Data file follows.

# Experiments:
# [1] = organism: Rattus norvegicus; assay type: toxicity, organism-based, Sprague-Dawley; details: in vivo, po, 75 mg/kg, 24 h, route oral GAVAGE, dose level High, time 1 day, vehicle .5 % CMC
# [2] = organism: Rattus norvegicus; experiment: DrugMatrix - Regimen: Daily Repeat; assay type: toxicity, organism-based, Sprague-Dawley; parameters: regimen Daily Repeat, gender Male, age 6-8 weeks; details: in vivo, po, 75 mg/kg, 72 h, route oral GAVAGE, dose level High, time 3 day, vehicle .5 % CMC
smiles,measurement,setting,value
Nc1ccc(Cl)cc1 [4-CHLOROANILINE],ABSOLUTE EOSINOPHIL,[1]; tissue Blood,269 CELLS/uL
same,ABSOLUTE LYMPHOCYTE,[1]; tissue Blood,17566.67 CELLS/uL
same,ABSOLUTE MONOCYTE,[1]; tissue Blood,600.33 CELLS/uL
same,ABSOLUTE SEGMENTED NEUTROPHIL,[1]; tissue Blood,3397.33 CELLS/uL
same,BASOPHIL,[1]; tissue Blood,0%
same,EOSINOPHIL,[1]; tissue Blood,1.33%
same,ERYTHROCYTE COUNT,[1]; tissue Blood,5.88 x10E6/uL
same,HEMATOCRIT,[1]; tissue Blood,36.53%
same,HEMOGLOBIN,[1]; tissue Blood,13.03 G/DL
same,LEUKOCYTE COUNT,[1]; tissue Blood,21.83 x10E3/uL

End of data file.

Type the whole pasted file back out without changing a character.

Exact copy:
# Experiments:
# [1] = organism: Rattus norvegicus; assay type: toxicity, organism-based, Sprague-Dawley; details: in vivo, po, 75 mg/kg, 24 h, route oral GAVAGE, dose level High, time 1 day, vehicle .5 % CMC
# [2] = organism: Rattus norvegicus; experiment: DrugMatrix - Regimen: Daily Repeat; assay type: toxicity, organism-based, Sprague-Dawley; parameters: regimen Daily Repeat, gender Male, age 6-8 weeks; details: in vivo, po, 75 mg/kg, 72 h, route oral GAVAGE, dose level High, time 3 day, vehicle .5 % CMC
smiles,measurement,setting,value
Nc1ccc(Cl)cc1 [4-CHLOROANILINE],ABSOLUTE EOSINOPHIL,[1]; tissue Blood,269 CELLS/uL
same,ABSOLUTE LYMPHOCYTE,[1]; tissue Blood,17566.67 CELLS/uL
same,ABSOLUTE MONOCYTE,[1]; tissue Blood,600.33 CELLS/uL
same,ABSOLUTE SEGMENTED NEUTROPHIL,[1]; tissue Blood,3397.33 CELLS/uL
same,BASOPHIL,[1]; tissue Blood,0%
same,EOSINOPHIL,[1]; tissue Blood,1.33%
same,ERYTHROCYTE COUNT,[1]; tissue Blood,5.88 x10E6/uL
same,HEMATOCRIT,[1]; tissue Blood,36.53%
same,HEMOGLOBIN,[1]; tissue Blood,13.03 G/DL
same,LEUKOCYTE COUNT,[1]; tissue Blood,21.83 x10E3/uL